NICOLAS AND ALIX.

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Joined at Last in Holy Matrimony.

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AS CZAR AND CZARINA.

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The Proudest Sovereigns of the World.

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WILL RULE IN WHITE RUSSIA.

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While Millions Kneel Before Them and Prisoners Are Set Free in Their Honor.

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St. Petersburg, Nov. 26. -- Before 7 o’clock this morning large crowds were assembled in Newsky Prospect to secure places along the route of the royal wedding procession. From Anitchkoff Palace to the Winter Palace the avenue was lined with troops. There was not an inch of space to spare along the Grand Morskaia Prospect and on the square in front of the Winter Palace.

At 11:15, at a distance, were heard strains of the national anthem, and the multitudes uncovered in anticipation of the approach of the bridal party. Soon after there appeared the open state carriage, drawn by four white horses. In this vehicle were the Czar and his brother, Grand Duke Michael. They both wore uniforms of Hussars of the Guard, and were greeted with a vociferous burst of cheering, which was renewed again and again.

The Czar’s equipage was preceded and followed by detachments of chevaliers and guards and hussars and lancers of the Guard, all in brilliant gala uniforms. Then came a superb landau, also drawn by four white horses, in which were the Princess Alix and the Czarina. They received, if possible, even a more hearty greeting than the Czar himself. Handkerchiefs and hats were waved in the air and the most intense enthusiasm prevailed. After the carriage of the Princess and Czarina followed a long train of carriages with the royal guests, including the Prince and Princess of Wales, the Princess Irene of Prussia, Grand Duchess Sergius and other prominent members of the imperial family, as well as all the wedding guests.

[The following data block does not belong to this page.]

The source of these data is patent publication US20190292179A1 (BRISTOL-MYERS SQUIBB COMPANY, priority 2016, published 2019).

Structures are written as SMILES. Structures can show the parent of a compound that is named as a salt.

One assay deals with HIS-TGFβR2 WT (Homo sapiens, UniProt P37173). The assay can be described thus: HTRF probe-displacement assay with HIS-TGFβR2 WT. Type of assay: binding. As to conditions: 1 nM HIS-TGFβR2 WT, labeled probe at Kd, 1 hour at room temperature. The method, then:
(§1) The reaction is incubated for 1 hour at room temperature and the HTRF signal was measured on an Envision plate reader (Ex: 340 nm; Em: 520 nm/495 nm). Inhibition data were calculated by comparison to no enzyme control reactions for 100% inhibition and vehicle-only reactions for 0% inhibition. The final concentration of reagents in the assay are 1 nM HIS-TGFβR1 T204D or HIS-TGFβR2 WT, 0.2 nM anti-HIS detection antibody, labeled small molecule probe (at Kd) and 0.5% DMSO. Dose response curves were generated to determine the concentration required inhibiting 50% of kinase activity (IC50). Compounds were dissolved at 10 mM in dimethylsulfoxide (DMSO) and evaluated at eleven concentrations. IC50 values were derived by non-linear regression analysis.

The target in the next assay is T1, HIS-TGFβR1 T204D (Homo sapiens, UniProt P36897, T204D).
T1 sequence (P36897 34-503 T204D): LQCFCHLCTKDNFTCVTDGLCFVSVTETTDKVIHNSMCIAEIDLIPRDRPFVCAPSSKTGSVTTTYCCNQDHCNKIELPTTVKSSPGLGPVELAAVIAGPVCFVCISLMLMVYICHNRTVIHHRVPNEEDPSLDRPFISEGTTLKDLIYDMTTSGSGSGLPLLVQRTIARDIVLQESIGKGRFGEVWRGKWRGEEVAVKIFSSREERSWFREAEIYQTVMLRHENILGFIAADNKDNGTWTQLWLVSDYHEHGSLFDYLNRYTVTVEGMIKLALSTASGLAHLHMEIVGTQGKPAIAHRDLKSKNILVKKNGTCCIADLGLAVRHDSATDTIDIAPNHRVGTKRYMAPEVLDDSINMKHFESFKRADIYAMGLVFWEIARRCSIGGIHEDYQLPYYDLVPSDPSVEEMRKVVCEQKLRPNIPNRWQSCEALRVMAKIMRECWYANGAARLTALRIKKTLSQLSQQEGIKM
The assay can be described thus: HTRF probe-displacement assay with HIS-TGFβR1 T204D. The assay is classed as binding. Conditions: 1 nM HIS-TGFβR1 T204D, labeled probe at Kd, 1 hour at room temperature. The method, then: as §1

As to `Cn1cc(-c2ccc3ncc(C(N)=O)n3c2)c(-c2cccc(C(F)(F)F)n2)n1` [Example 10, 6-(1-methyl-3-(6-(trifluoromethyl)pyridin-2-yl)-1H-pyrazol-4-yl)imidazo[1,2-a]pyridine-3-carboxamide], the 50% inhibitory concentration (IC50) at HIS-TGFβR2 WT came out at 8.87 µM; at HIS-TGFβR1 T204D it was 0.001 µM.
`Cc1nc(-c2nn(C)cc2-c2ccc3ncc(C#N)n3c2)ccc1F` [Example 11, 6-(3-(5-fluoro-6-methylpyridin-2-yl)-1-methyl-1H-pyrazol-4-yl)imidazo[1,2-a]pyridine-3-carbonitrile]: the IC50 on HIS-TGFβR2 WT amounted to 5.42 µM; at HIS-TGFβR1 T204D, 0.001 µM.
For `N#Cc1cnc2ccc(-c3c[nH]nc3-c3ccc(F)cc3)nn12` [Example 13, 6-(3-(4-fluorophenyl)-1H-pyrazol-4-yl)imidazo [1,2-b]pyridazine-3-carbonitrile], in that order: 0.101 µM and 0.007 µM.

Military bands were stationed at various points along the route and each struck up the national hymn as the cortege appeared. The national hymn was sounded to the ears of the imperial party along the entire route. The wedding procession entered the Winter Palace at 1:15 P.M., where, as soon as possible afterward, were assembled all those invited to the wedding.

Reaching the Winter Palace the royal party entered the Malachite Hall, where the bridal procession was formed. At its head were the court functionaries and then came the Czarina, escorted by the King of Denmark, her father; the Czar and Princess Alix came next, followed by the Prince and Princess of Wales and other members of the imperial and royal families and a batch of court officials bringing up the rear. The procession first slowly traversed the Concert Hall, the panels on the walls being the silver plates upon which the Russian people presented to the late Czar bread and salt during his journey through the empire and on the occasion of his coronation. A large crystal candelabra was suspended from the ceiling.

The Nicholas Hall was next entered by the wedding party. It was decorated with white and gold and adorned by richly embellished panels, the work of famous artists. In the center of the hall was a striking portrait of Nicholas I. The bridal procession then traversed the Enore Hall, splendidly decorated in empire style, the Field Marshals’ Salon, where a variety of large war paintings adorned the walls, and then passed through the famous Petroffsky Hall, in which stands the throne of Peter the Great, and which is graced with ancient furniture of oxidized silver. From this magnificent apartment the wedding procession slowly passed through the hall of the Court of Arms, named after the enormous allegorical figures of Russians, which stand about the walls, holding in their hands the escutcheons of all the governments of the empire.